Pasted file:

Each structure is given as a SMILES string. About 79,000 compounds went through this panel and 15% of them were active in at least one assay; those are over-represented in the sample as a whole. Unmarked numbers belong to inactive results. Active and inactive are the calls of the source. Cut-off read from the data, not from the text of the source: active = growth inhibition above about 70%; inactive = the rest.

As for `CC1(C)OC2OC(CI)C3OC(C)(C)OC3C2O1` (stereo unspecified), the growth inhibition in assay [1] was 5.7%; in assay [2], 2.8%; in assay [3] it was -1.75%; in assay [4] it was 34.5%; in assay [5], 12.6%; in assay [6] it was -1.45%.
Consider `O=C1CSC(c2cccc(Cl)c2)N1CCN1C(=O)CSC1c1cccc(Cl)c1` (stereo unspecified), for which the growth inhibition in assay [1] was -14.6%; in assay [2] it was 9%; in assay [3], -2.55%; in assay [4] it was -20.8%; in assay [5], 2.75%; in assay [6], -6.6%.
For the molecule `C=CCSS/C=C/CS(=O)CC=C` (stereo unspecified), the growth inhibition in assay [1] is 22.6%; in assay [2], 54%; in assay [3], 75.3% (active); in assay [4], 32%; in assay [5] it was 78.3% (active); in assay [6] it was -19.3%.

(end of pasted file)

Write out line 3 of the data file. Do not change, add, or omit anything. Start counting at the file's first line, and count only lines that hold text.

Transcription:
Consider `O=C1CSC(c2cccc(Cl)c2)N1CCN1C(=O)CSC1c1cccc(Cl)c1` (stereo unspecified), for which the growth inhibition in assay [1] was -14.6%; in assay [2] it was 9%; in assay [3], -2.55%; in assay [4] it was -20.8%; in assay [5], 2.75%; in assay [6], -6.6%.